Royal London Sterling Extra Yield Bond – removed from Foundation Fundlist

We still rate the managers of this popular high yield bond fund highly, but a growing fund size could inhibit options in more esoteric parts of the market.

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  1. Rob Morgan

High yield bonds can play a specific role in an investor’s portfolio. They typically offer a high level of income, and are less exposed to the adverse effects of rising interest rates than other fixed income sectors. However, other risks are greater. They invest in companies deemed less creditworthy, and which have a higher chance of bankruptcy or distress resulting in loss of income or capital. They also tend to be more sensitive to economic conditions, as any downturn can result in rising defaults from these more vulnerable businesses.

Another concern about the high yield bond market is ‘liquidity’, in other words the ease at which you can buy and sell. High yield bonds can be illiquid, especially in times of market stress, which means that it can be difficult to trade and prices could be erratic.

Eric Holt, manager of the Royal London Sterling Extra Yield Bond Fund, has successfully operated  in this part of the bond market for many years. We believe the quality and experience he offers, alongside the broader fixed income team at Royal London, is second to none. The yield of the fund remains attractive, currently 5.7% variable, not guaranteed, and the fund has provided a strong record of performance since it first appeared on our Foundation Fundlist (our list of preferred funds for new investment) in January 2015. Past performance is not a guide to the future.

Past performance is not a reliable indicator of future returns. Figures are shown on a % total return basis, bid to bid price with net income reinvested; Source: FE Analytics.

In particular, Mr Holt has been a successful investor in unrated bonds, which are issued by companies that don't have a credit rating from an agency such as Moody’s. These tend pay higher yields to compensate for the lack of official rating. Typically, there is nothing untoward about a bond being unrated. Agencies and charge a fee to rate their debt, and some simply decide not to pay. This means investors have to do all their own research on the financial prospects of the underlying company, and it affords specialist investors the opportunity to discover bonds they believe are higher quality than widely assumed.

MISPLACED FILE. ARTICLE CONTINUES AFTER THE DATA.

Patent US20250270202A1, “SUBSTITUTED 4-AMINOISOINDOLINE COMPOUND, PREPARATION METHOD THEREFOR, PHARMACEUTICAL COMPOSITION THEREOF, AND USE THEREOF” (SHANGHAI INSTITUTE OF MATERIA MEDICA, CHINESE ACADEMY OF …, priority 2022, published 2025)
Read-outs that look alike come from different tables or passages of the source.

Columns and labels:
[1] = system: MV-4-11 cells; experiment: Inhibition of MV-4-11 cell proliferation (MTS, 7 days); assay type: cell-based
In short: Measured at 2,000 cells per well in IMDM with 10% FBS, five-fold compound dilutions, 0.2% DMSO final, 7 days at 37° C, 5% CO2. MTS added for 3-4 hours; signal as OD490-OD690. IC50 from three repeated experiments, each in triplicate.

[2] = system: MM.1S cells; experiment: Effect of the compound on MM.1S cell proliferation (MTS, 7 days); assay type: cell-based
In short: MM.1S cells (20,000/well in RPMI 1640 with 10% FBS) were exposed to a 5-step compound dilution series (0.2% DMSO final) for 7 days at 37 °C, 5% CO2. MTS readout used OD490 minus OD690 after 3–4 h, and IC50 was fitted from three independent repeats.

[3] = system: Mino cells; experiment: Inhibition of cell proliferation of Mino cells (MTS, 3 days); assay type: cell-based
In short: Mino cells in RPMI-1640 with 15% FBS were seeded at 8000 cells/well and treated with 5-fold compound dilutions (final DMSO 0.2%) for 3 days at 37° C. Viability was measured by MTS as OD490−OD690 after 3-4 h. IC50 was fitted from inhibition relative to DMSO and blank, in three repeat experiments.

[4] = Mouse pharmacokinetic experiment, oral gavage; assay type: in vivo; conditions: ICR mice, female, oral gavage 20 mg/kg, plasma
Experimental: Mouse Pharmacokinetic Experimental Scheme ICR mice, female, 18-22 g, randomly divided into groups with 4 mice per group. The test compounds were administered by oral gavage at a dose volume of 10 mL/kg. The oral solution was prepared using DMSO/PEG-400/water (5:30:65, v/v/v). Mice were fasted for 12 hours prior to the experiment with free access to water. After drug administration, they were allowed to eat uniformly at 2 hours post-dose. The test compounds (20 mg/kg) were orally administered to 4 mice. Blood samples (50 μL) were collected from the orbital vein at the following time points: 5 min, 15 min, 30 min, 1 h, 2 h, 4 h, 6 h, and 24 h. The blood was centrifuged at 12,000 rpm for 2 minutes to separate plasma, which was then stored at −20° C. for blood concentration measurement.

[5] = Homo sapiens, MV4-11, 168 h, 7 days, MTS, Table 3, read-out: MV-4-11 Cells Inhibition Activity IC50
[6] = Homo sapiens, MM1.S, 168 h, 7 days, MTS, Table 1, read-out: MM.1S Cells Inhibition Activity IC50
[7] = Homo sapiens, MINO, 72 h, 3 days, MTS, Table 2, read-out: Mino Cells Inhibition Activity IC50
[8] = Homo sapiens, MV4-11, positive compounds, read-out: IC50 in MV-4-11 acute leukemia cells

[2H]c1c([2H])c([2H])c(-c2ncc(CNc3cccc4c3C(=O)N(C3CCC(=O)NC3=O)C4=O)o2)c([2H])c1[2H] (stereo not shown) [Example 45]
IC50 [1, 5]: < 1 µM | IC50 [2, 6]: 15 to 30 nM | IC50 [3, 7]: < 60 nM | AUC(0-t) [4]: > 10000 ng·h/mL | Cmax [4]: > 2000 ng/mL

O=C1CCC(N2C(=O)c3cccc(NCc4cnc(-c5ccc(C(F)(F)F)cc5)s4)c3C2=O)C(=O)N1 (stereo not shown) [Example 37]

Overall, a large chunk of the fund tends to be invested in unrated bonds. However, going forward we believe the growth in the fund’s size may start to limit the number of unrated and other esoteric opportunities the managers can exploit. At nearly £2.2bn the fund is among the largest in its peer group having seen substantial growth in assets – by about 40% in the past two years – due to its popularity and strong returns. Should this continue we worry that the size could inhibit the ability for the managers to add value in an area that has historically been a fertile hunting ground.

This has led to a loss in conviction towards the fund among our Research Team, and accordingly we have taken the decision to remove the fund from our Foundation Fundlist. The fund has also been removed from the ‘Adventurous Income’ Foundation Portfolio, replaced by Investec Diversified Income, a high yielding multi asset income fund.

Past performance is not a reliable guide to future returns. This website is not personal advice based on your circumstances. No news or research item is a personal recommendation to deal. Investment decisions in fund and other collective investments should only be made after reading the Key Investor Information Document or Key Information Document, Supplementary Information Document and Prospectus. If you are unsure of the suitability of your investment please seek professional advice.

 

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